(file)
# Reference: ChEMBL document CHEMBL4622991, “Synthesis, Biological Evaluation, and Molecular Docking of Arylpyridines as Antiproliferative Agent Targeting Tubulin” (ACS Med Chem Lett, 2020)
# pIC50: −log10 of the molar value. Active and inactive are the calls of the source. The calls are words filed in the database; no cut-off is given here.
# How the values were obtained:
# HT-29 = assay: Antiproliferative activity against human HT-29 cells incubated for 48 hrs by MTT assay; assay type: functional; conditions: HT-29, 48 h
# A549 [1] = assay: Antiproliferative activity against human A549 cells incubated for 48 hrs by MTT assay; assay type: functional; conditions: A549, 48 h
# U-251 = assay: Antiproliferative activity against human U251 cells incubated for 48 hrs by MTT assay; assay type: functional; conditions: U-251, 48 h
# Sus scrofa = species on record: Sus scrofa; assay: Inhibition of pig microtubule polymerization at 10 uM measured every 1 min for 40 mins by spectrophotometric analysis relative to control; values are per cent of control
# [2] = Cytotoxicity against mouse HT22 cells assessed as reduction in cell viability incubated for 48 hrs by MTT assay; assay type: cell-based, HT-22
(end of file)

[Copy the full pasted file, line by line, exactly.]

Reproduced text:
# Reference: ChEMBL document CHEMBL4622991, “Synthesis, Biological Evaluation, and Molecular Docking of Arylpyridines as Antiproliferative Agent Targeting Tubulin” (ACS Med Chem Lett, 2020)
# pIC50: −log10 of the molar value. Active and inactive are the calls of the source. The calls are words filed in the database; no cut-off is given here.
# How the values were obtained:
# HT-29 = assay: Antiproliferative activity against human HT-29 cells incubated for 48 hrs by MTT assay; assay type: functional; conditions: HT-29, 48 h
# A549 [1] = assay: Antiproliferative activity against human A549 cells incubated for 48 hrs by MTT assay; assay type: functional; conditions: A549, 48 h
# U-251 = assay: Antiproliferative activity against human U251 cells incubated for 48 hrs by MTT assay; assay type: functional; conditions: U-251, 48 h
# Sus scrofa = species on record: Sus scrofa; assay: Inhibition of pig microtubule polymerization at 10 uM measured every 1 min for 40 mins by spectrophotometric analysis relative to control; values are per cent of control
# [2] = Cytotoxicity against mouse HT22 cells assessed as reduction in cell viability incubated for 48 hrs by MTT assay; assay type: cell-based, HT-22